Norwegian Prime Minister Jens Stoltenberg told heads of
government of the 14-member Southern African Development Community (SADC),
meeting in Mauritius,
that “this situation should not be allowed to continue”.
Louis Michel, EU commissioner for development and humanitarian aid, called on SADC to find a solution to the Zimbabwean government’s refusal to accept the initial results of the 29 March elections, in which the opposition won control of parliament, and according to provisional vote returns, President Robert Mugabe also lost his job.
"The dramatic effects [of the crisis] will mainly hit the population of Zimbabwe but they will also hit the whole region," Michel said at the Mauritius gathering, billed as a ‘Development and Poverty’ summit. "I understand that this is not very easy to do … but this is an issue which is important for [SADC's] credibility."
The Zimbabwe Electoral Commission (ZEC) on Saturday began a recount of ballots in 23 out of 210 constituencies, which could overturn the opposition’s parliamentary majority. The main opposition party, the Movement for Democratic Change (MDC), said the ballot boxes were being stuffed and it would not accept the recount.
The result of the presidential poll has yet to be released, three weeks after voting centres closed. It is expected that ZEC will order a runoff between Mugabe and MDC leader Morgan Tsvangirai, despite a growing climate of fear, in which opposition supporters are reportedly being persecuted by the security forces and militants of Mugabe’s ZANU-PF party.
Zimbabwe was discussed at an extraordinary SADC summit in Zambia on 13 April. Then the region’s leaders called on ZEC to verify and release “expeditiously” the poll results “in compliance with the rule of law” and SADC’s electoral guidelines. Michel said he had been told by heads of government in Mauritius that no further statement would be made before the end of the vote recount.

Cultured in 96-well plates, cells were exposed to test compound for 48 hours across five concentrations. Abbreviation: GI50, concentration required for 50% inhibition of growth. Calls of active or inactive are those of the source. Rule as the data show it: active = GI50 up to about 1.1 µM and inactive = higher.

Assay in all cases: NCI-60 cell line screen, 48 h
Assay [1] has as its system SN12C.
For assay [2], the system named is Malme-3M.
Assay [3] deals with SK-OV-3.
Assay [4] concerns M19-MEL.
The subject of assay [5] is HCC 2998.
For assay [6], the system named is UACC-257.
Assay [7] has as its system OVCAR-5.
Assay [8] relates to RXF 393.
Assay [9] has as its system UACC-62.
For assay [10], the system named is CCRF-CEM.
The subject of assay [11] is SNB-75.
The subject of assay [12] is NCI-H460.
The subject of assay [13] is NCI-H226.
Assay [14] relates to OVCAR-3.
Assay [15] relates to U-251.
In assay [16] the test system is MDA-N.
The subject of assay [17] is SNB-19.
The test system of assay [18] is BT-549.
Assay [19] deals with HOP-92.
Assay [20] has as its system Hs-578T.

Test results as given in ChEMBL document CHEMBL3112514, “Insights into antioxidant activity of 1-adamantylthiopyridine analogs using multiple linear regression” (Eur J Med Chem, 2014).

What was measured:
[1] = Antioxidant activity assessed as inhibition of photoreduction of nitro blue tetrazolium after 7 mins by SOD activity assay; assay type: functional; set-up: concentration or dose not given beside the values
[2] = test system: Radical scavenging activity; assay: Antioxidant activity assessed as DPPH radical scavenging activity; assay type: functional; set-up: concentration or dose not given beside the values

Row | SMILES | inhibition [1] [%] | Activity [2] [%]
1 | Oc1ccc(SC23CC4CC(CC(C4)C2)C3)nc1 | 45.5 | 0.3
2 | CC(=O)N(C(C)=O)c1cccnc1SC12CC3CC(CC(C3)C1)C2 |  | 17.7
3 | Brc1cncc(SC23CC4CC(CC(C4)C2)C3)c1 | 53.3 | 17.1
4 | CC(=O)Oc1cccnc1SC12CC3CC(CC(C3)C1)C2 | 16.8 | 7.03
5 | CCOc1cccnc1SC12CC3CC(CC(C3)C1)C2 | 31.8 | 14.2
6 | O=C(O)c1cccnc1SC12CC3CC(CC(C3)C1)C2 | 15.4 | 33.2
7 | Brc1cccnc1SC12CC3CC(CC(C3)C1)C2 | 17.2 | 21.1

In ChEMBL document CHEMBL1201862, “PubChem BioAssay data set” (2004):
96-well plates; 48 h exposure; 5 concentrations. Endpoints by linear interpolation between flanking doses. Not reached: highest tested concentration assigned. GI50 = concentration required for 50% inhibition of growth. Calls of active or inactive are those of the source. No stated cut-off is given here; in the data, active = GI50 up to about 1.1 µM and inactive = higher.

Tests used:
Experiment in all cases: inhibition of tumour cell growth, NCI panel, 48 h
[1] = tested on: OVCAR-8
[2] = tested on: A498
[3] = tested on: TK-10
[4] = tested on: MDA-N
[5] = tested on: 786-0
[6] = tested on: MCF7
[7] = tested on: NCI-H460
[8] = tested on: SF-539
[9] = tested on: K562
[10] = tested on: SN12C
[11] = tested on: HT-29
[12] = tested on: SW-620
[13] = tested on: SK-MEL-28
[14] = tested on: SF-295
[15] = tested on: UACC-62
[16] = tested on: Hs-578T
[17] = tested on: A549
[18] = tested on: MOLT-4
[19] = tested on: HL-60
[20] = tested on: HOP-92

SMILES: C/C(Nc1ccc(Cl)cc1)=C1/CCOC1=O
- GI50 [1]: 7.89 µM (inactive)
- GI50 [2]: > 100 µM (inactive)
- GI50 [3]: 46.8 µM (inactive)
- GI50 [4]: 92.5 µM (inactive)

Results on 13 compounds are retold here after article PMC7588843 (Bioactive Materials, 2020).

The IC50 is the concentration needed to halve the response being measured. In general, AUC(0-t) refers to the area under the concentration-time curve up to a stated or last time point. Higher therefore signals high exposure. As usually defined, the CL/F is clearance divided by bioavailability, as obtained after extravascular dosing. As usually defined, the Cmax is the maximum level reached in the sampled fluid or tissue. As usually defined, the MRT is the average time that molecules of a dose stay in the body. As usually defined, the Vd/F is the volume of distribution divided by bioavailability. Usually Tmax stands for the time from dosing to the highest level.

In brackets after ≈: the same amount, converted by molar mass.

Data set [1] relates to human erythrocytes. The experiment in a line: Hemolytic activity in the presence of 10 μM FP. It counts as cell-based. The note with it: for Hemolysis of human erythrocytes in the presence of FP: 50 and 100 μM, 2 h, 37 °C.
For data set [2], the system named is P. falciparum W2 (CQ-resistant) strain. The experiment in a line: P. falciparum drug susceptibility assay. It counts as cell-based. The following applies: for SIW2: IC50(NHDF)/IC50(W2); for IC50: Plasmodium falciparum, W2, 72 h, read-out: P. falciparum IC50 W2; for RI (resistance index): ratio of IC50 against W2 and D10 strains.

SADC officials on Sunday repeated that Zimbabwe was not up for discussion; they said the gathering was preoccupied with poverty and development issues, especially in the face of rocketing global food prices.
But Stoltenberg used his address to the summit to slam the Zimbabwean leadership. "The lack of results from the elections casts serious doubt about the willingness of the government to respect the voice of the people," he told heads of government. "The economic and humanitarian crisis in Zimbabwe, seriously affects the country, its people and the whole region."
Simbarashe Mumbengegwi, Zimbabwe's foreign minister, leading his country's delegation, rejected the criticism. "The vote counting is going fine," he told IRIN at the sidelines of the conference. "We will announce the results as soon we finish the count."
He later told reporters: "[The Norwegian Prime Minister] is clearly ill-informed. He is ignorant. Totally ignorant … Zimbabwe is a democracy."
On Sunday the 53-member African Union urged Zimbabwe to release the election results "without any further delay", and called for restraint from all parties.